It’s time for another behind the scenes and some tips you can use.
I’ve worked in some form of marketing, advertising, research, coaching, teaching, consulting position for over thirty years (and yes, I’m proud of my silver strands–I’ve earned every one). In all those variations of my career, the one thing that is constant and the part of my job I love the most is getting to learn and teach new things, and connect with people. I certainly don’t know everything, but I can usually find someone who knows what you or I need in a given situation.
So this summer, I was thrilled to do a branding collaboration for my Facebook group with photographer Kat Calaway. Kat not only helped me put together an online masterclass, but she also took the time to get to know me, my business, and my goals and we did a branding shoot for Unleashing the Next Chapter.
Collaboration is a wonderful word. I love brainstorming and working with others to make a bigger better project than I could have accomplished alone.
At the almost last minute, we had the opportunity to pull in another local business and share in our effort. A new client of mine had come to spend the weekend in Granbury, and lodged at a fabulous historical Bed and Breakfast owned by Tina and Tony Strama. From that initial contact, Tina and I hit it off.
Then I stalked her social media and website, noticed she had no reservations online for the evening Kat and I had scheduled our photo shoot, and decided to call Tina. Due to lack of time, I was rather blunt and to the point… “May we use your home for our photo shoot? We’ll take extra pictures you can use for your social media, and tag you when we use it for our purposes?”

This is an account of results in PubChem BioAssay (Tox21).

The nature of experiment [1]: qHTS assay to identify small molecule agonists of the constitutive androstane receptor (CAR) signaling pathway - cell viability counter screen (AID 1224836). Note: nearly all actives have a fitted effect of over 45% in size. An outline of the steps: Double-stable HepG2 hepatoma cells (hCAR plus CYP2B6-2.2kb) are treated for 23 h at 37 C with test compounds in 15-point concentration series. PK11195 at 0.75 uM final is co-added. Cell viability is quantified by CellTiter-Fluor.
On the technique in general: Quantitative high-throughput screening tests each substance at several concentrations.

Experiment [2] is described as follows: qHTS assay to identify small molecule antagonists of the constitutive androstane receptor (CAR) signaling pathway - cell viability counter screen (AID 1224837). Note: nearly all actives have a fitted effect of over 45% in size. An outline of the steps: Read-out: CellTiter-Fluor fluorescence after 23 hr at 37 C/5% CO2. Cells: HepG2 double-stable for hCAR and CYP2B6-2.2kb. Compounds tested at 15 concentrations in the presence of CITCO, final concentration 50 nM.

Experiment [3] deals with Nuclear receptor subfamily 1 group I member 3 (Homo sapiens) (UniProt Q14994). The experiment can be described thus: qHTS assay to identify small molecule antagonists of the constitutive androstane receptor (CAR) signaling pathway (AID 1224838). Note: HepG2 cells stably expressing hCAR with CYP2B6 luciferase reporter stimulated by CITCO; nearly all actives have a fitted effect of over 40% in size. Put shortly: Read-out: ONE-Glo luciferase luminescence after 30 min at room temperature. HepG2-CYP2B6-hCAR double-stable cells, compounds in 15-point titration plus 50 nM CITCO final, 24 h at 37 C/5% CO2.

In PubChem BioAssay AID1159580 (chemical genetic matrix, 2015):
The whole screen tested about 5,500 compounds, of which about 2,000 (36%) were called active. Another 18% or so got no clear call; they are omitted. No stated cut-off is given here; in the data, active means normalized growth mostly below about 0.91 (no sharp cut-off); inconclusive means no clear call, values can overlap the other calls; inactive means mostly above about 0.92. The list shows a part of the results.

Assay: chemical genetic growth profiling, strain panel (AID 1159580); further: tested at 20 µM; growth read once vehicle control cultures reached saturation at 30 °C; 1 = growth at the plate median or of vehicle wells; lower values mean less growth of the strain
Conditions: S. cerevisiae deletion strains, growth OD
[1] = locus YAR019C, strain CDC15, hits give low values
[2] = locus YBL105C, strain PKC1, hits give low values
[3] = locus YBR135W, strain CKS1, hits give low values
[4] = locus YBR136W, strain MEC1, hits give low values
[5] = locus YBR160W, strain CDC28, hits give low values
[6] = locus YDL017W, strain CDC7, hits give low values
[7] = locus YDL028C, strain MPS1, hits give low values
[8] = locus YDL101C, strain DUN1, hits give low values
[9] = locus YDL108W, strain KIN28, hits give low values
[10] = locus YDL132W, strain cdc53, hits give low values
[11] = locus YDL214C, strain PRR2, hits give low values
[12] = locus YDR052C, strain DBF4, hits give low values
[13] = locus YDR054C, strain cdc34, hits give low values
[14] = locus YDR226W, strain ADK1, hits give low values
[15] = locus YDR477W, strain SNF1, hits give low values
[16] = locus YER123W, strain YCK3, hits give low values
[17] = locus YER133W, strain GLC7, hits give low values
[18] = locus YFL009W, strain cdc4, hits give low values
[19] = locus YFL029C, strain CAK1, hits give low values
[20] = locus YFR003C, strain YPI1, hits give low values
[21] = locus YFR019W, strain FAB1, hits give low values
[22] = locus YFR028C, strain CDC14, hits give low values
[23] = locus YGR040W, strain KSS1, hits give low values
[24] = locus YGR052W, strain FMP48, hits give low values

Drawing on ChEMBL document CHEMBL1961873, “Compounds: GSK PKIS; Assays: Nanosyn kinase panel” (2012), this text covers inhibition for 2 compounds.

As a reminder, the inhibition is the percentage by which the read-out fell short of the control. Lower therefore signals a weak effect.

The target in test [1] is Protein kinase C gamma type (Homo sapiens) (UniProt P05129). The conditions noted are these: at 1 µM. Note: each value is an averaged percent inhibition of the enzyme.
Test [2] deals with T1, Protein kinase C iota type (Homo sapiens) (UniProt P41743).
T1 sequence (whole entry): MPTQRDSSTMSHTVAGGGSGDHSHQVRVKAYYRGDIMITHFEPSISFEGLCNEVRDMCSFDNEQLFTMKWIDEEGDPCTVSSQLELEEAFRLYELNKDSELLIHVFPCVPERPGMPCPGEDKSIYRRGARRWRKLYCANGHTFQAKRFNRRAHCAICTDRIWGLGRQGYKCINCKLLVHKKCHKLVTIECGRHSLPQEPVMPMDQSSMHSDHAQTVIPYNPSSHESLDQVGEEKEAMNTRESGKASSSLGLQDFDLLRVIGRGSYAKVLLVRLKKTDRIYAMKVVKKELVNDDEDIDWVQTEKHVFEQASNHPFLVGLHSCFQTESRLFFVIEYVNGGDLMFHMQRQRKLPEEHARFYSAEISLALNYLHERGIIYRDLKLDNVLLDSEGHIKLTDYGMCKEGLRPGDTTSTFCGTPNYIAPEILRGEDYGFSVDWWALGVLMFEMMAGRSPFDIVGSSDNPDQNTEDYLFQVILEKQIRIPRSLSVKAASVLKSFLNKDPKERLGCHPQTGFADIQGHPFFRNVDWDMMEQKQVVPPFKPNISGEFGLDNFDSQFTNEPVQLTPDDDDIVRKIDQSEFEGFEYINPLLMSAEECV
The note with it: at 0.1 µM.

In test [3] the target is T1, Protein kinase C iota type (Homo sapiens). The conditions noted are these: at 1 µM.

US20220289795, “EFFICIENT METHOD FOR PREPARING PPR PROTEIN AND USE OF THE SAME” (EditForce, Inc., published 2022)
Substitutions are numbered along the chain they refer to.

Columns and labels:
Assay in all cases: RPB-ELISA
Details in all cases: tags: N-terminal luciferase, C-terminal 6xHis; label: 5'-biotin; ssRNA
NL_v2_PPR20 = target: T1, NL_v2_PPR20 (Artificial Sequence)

Tina thought it was a great idea, invited us over, and gave us free run of the home and property. We spent over two hours at The Captain’s House on the Lake, learned some of the home’s history, talked a bit about our various business challenges and goals, and Kat took hundreds of photos.
Tina didn’t want to be in any of the photos as a subject, but she was willing to help us out, and Kat kept taking pictures while we discussed local business, their businesses, my business, and social media marketing.
Now, each of us has two additional partners in crime, fabulous marketing photos, new experiences and ideas, some fun memories, and additional references. I LOVE that I always walk away from a joint venture with new ideas, tips, and tricks.
- It never hurts to ask. Have an initial idea in mind, and look for an opportune time to talk or email.
- Make sure it’s a win win situation and all parties are comfortable with the plan.
- Communicate clearly, often, and put it in writing. Small ventures can be covered with an email. If it’s bigger, more complicated, or involves money or ongoing commitment, create a contract. Not because anyone might be litigious or untrustworthy, but to make sure that everyone is on the same page and has a chance to ask questions or renegotiate points they are uncomfortable with or have a better idea for.
- Follow through! Make sure you hold up your end of the deal.
- Be flexible. Once a plan is in place, no matter how good the plan is, something will go wrong. It happens. Expect it. Fix it as best you can to everyone’s satisfaction and move on. This is the stuff of the fun stories you can tell later.